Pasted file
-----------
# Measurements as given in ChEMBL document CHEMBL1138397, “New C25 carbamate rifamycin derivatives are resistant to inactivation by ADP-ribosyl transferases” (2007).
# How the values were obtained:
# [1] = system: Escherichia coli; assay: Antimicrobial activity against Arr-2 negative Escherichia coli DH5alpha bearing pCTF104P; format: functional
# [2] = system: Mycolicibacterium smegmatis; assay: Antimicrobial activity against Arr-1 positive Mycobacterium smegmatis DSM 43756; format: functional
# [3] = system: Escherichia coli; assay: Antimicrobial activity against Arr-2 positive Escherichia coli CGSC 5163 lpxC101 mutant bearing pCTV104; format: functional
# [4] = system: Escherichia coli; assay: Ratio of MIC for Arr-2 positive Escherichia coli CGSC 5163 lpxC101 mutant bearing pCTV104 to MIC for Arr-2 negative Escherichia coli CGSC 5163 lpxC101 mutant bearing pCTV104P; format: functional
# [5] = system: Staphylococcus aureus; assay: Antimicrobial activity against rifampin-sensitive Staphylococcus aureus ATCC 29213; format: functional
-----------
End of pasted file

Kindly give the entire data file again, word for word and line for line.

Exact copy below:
# Measurements as given in ChEMBL document CHEMBL1138397, “New C25 carbamate rifamycin derivatives are resistant to inactivation by ADP-ribosyl transferases” (2007).
# How the values were obtained:
# [1] = system: Escherichia coli; assay: Antimicrobial activity against Arr-2 negative Escherichia coli DH5alpha bearing pCTF104P; format: functional
# [2] = system: Mycolicibacterium smegmatis; assay: Antimicrobial activity against Arr-1 positive Mycobacterium smegmatis DSM 43756; format: functional
# [3] = system: Escherichia coli; assay: Antimicrobial activity against Arr-2 positive Escherichia coli CGSC 5163 lpxC101 mutant bearing pCTV104; format: functional
# [4] = system: Escherichia coli; assay: Ratio of MIC for Arr-2 positive Escherichia coli CGSC 5163 lpxC101 mutant bearing pCTV104 to MIC for Arr-2 negative Escherichia coli CGSC 5163 lpxC101 mutant bearing pCTV104P; format: functional
# [5] = system: Staphylococcus aureus; assay: Antimicrobial activity against rifampin-sensitive Staphylococcus aureus ATCC 29213; format: functional